- Issue: Spring 2014
How far would you travel for a good meal? Whatever your answer, it’s probably not as ambitious as the journey of a gray whale.
Each year, gray whales in the eastern Pacific traverse a 6,000-mile course that stretches from winter breeding grounds in the shallow lagoons of Baja, Mexico, to summer feeding grounds in Alaska’s frigid Beaufort Sea—one of the longest mammal migrations on the planet. In March 2011, photographer Florian Schulz caught the gaze of one such whale.
In the warm waters off the Baja Peninsula, whales gather for courtship and mating, while already expectant mothers give birth to calves. Here, research teams study whale health and populations, looking for evidence of threats individuals have faced on their journey south, such as ship strike scars or chemical pollution in body tissue. Arctic efforts focus on the whales’ feeding grounds, addressing threats posed by oil and gas development and shipping. A WWF-supported research team is also mapping the region’s biodiversity, physical features, and likely evolution in the face of climate change—all to identify the most crucial areas for wildlife.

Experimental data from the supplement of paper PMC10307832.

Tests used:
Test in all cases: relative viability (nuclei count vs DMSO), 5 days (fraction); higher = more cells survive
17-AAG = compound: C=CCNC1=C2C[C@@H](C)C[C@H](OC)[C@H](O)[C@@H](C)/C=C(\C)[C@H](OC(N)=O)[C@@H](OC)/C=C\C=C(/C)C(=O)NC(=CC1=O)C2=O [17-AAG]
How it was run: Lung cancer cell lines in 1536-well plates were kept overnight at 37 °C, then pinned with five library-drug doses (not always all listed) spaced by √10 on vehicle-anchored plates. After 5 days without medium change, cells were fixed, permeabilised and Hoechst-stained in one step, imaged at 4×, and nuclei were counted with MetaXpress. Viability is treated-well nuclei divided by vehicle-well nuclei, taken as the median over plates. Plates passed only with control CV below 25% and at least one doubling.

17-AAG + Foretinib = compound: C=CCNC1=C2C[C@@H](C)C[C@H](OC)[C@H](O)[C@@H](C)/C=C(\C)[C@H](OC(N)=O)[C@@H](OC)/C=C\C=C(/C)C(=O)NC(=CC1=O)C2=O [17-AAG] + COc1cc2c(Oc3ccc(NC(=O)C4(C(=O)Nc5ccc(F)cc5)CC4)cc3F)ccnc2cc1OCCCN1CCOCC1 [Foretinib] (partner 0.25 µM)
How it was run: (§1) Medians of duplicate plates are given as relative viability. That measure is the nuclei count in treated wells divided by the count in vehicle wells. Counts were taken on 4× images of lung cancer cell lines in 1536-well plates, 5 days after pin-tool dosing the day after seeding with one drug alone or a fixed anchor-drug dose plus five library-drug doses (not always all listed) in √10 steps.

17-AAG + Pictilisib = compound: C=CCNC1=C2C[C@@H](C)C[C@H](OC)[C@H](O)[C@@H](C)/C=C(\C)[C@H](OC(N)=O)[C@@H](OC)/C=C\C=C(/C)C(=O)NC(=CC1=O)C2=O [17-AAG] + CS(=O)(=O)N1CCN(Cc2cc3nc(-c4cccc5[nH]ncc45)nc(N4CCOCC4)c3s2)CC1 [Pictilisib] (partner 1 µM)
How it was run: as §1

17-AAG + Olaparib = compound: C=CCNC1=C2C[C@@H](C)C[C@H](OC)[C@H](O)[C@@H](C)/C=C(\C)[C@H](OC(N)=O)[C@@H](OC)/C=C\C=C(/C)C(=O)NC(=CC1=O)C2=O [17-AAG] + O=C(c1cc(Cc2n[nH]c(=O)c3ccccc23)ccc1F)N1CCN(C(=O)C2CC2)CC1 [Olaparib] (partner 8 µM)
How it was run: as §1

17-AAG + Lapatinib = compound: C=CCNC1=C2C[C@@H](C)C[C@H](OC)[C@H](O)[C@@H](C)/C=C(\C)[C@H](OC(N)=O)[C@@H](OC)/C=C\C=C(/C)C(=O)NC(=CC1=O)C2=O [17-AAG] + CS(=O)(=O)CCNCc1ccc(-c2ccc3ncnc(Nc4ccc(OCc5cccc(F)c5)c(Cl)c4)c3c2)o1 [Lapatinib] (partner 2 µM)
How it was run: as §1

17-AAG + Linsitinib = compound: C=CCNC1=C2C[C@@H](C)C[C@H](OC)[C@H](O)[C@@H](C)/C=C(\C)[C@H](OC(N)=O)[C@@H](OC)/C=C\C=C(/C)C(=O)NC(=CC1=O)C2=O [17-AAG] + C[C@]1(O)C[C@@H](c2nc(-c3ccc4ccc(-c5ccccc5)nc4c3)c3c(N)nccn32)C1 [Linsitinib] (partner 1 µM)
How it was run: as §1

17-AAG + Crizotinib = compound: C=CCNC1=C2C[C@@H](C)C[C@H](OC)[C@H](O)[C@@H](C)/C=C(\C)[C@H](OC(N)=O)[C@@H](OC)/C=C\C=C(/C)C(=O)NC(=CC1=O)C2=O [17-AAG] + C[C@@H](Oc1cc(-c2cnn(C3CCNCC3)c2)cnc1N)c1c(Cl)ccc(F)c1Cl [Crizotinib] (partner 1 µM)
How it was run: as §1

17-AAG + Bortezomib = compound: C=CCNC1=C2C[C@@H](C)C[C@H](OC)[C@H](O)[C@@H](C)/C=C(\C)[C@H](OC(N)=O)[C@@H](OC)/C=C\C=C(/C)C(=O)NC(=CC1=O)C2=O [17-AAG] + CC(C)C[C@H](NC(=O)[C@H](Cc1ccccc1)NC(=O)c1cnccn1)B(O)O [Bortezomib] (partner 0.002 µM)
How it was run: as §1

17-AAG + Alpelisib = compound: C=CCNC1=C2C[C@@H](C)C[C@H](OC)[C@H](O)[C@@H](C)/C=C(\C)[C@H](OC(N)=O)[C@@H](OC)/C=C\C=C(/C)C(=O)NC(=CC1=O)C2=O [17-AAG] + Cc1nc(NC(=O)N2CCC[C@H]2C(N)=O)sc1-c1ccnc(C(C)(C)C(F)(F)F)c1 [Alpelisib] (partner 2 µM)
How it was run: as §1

In brief, we’re trying to keep these areas safe, so gray whales will face fewer dangers as they swim north for a hard-earned feast.